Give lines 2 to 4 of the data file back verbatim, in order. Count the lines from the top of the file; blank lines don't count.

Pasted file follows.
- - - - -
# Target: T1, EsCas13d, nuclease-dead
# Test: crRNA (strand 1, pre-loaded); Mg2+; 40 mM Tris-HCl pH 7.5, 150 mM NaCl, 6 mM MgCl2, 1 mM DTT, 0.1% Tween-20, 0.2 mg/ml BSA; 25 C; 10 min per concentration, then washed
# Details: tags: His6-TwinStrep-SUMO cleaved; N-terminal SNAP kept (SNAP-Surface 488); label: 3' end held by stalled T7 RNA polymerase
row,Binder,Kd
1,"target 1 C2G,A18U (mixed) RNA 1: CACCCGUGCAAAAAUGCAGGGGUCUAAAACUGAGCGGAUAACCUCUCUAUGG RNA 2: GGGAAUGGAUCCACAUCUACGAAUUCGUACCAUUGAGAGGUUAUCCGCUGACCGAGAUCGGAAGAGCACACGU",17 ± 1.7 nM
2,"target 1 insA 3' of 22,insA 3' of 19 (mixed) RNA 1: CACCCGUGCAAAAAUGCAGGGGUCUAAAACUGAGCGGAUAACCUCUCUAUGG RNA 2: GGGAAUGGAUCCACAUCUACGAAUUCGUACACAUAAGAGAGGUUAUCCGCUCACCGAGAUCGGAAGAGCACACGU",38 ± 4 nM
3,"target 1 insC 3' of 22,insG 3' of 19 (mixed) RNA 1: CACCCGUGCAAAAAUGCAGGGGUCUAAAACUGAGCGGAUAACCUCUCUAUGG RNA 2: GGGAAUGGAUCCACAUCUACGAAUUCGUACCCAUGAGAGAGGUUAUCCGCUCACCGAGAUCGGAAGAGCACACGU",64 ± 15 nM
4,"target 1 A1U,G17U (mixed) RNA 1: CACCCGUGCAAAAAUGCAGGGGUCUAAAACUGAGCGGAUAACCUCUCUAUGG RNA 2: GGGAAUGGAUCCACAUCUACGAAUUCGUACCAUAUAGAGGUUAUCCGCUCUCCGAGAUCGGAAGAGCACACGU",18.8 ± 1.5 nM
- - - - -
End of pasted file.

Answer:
# Test: crRNA (strand 1, pre-loaded); Mg2+; 40 mM Tris-HCl pH 7.5, 150 mM NaCl, 6 mM MgCl2, 1 mM DTT, 0.1% Tween-20, 0.2 mg/ml BSA; 25 C; 10 min per concentration, then washed
# Details: tags: His6-TwinStrep-SUMO cleaved; N-terminal SNAP kept (SNAP-Surface 488); label: 3' end held by stalled T7 RNA polymerase
row,Binder,Kd